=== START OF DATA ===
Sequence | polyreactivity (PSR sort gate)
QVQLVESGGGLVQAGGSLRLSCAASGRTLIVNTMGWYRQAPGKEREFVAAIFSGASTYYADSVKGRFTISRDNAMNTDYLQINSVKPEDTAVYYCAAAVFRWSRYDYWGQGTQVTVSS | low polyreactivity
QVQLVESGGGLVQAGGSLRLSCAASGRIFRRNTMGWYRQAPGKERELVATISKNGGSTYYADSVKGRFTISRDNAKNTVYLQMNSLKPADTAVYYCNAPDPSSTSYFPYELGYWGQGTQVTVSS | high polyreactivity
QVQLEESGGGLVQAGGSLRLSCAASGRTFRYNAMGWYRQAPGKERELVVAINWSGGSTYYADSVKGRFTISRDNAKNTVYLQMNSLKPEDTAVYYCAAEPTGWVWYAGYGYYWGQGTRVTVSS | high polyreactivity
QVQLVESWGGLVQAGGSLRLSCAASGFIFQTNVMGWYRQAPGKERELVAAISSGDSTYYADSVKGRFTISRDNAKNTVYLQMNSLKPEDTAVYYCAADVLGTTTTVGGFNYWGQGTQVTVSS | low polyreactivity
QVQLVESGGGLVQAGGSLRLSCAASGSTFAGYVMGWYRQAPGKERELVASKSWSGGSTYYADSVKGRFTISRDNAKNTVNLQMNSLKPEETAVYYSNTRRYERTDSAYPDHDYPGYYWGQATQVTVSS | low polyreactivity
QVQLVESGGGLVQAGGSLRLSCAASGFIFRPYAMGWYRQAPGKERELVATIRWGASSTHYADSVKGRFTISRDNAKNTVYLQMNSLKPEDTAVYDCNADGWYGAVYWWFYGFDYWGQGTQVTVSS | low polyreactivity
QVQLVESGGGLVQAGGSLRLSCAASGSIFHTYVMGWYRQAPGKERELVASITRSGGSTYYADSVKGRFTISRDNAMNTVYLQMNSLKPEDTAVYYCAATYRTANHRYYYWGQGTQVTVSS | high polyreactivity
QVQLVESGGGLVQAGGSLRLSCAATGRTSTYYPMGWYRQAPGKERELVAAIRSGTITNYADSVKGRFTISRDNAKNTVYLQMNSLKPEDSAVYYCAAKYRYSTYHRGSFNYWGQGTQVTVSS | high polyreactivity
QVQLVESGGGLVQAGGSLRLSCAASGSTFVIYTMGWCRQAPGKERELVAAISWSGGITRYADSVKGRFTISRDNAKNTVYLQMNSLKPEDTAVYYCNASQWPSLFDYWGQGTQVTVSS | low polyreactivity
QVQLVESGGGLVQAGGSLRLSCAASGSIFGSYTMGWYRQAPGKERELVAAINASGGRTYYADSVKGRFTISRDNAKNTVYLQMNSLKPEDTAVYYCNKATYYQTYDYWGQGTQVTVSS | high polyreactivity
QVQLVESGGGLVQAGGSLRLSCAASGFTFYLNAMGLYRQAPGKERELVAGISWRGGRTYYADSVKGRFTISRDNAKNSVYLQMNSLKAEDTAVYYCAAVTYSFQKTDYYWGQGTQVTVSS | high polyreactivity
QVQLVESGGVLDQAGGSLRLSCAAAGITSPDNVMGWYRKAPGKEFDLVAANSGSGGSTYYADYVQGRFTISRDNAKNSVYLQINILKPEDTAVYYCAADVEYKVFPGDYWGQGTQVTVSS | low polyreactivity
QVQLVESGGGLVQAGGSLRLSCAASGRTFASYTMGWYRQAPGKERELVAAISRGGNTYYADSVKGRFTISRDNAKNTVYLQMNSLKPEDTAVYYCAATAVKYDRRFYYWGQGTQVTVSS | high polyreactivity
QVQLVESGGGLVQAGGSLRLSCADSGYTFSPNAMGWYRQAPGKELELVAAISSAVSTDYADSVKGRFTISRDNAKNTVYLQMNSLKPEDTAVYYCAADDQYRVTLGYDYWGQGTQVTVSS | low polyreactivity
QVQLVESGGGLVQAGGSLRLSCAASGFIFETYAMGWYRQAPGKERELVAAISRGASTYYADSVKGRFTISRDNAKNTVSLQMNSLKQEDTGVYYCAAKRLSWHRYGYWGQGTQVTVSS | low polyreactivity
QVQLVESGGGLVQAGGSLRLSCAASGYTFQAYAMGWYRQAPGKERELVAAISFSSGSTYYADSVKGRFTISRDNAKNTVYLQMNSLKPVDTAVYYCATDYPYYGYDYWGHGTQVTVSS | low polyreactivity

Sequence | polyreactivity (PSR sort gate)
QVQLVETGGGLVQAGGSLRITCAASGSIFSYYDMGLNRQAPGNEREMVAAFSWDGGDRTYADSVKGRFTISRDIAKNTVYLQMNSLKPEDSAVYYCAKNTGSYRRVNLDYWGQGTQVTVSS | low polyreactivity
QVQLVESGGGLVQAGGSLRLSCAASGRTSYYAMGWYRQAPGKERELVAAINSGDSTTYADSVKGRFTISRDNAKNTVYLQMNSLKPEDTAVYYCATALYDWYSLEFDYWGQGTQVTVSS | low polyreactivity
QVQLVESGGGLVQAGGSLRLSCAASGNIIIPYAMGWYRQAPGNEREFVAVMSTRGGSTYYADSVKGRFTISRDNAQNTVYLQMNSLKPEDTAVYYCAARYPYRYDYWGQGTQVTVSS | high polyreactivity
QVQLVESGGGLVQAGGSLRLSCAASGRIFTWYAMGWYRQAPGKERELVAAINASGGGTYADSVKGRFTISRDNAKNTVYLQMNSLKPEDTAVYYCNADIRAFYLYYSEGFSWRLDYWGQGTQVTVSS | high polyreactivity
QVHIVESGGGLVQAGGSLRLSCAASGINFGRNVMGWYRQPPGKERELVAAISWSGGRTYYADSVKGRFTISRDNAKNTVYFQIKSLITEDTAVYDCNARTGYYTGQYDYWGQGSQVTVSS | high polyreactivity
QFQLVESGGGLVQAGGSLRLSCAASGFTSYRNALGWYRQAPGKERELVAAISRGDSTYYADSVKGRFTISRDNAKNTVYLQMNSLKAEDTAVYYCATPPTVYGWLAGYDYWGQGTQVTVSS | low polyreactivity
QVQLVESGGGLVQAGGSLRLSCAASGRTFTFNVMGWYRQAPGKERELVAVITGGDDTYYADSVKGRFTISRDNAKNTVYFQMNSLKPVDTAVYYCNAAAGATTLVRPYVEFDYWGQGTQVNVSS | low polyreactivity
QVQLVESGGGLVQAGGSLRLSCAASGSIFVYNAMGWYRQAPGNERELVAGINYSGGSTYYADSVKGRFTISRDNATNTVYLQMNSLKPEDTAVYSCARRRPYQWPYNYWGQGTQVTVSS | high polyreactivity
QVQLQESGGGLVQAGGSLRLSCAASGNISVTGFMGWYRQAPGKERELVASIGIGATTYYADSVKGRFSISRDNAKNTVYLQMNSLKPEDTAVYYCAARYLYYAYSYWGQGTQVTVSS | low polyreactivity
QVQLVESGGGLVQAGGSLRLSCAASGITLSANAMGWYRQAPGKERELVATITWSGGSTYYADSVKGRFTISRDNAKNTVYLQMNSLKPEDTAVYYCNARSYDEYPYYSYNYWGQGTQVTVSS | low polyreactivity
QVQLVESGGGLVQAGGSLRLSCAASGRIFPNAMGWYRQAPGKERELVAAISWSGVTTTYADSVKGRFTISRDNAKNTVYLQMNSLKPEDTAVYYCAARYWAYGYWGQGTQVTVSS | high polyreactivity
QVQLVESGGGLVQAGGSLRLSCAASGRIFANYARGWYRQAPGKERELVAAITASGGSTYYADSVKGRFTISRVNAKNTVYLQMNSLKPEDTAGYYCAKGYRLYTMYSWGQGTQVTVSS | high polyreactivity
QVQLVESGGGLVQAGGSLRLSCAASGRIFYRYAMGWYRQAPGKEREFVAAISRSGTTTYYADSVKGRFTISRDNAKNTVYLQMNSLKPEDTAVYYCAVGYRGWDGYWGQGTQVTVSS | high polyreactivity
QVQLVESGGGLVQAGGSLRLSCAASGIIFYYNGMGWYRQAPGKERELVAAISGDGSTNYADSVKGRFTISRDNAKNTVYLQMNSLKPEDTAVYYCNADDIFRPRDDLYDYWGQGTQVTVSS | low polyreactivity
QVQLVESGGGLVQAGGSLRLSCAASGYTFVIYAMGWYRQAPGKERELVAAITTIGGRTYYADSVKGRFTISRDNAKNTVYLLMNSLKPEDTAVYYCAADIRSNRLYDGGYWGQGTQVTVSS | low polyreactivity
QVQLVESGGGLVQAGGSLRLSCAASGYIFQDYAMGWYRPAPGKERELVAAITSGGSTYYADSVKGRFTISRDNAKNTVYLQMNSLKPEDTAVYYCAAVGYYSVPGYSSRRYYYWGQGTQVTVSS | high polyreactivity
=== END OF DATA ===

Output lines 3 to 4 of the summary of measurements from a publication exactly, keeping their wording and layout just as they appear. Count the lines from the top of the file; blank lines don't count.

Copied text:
QVQLVESGGGLVQAGGSLRLSCAASGRIFRRNTMGWYRQAPGKERELVATISKNGGSTYYADSVKGRFTISRDNAKNTVYLQMNSLKPADTAVYYCNAPDPSSTSYFPYELGYWGQGTQVTVSS | high polyreactivity
QVQLEESGGGLVQAGGSLRLSCAASGRTFRYNAMGWYRQAPGKERELVVAINWSGGSTYYADSVKGRFTISRDNAKNTVYLQMNSLKPEDTAVYYCAAEPTGWVWYAGYGYYWGQGTRVTVSS | high polyreactivity